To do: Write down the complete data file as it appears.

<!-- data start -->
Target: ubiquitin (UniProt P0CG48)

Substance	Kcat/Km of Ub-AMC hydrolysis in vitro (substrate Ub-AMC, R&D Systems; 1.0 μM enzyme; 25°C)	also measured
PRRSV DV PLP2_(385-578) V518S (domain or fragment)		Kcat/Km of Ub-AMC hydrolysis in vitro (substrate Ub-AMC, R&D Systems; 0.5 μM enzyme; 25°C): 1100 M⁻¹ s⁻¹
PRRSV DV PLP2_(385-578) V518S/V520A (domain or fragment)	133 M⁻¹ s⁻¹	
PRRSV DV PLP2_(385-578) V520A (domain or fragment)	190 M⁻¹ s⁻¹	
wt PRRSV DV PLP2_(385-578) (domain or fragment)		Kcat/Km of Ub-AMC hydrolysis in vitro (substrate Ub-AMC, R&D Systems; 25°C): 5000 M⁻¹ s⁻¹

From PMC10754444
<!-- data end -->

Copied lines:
Target: ubiquitin (UniProt P0CG48)

Substance	Kcat/Km of Ub-AMC hydrolysis in vitro (substrate Ub-AMC, R&D Systems; 1.0 μM enzyme; 25°C)	also measured
PRRSV DV PLP2_(385-578) V518S (domain or fragment)		Kcat/Km of Ub-AMC hydrolysis in vitro (substrate Ub-AMC, R&D Systems; 0.5 μM enzyme; 25°C): 1100 M⁻¹ s⁻¹
PRRSV DV PLP2_(385-578) V518S/V520A (domain or fragment)	133 M⁻¹ s⁻¹	
PRRSV DV PLP2_(385-578) V520A (domain or fragment)	190 M⁻¹ s⁻¹	
wt PRRSV DV PLP2_(385-578) (domain or fragment)		Kcat/Km of Ub-AMC hydrolysis in vitro (substrate Ub-AMC, R&D Systems; 25°C): 5000 M⁻¹ s⁻¹

From PMC10754444